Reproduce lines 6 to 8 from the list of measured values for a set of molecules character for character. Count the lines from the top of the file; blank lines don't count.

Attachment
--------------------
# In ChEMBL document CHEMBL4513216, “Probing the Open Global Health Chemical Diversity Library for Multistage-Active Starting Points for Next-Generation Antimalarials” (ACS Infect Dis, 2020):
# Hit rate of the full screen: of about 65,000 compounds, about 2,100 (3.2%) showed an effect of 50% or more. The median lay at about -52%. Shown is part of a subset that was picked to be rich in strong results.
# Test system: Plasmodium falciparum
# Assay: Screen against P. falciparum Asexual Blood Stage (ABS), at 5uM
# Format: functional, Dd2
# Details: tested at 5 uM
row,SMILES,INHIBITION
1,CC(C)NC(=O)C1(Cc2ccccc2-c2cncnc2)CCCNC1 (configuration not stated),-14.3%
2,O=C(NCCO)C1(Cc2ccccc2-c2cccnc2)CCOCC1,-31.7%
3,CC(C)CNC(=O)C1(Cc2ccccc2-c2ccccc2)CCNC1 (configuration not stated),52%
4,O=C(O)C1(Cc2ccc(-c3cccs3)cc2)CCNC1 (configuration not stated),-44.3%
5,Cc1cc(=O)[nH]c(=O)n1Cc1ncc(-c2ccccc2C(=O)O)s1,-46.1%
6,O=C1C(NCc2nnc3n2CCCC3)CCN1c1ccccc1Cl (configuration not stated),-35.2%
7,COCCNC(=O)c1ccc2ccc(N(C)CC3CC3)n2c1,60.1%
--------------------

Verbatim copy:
# Details: tested at 5 uM
row,SMILES,INHIBITION
1,CC(C)NC(=O)C1(Cc2ccccc2-c2cncnc2)CCCNC1 (configuration not stated),-14.3%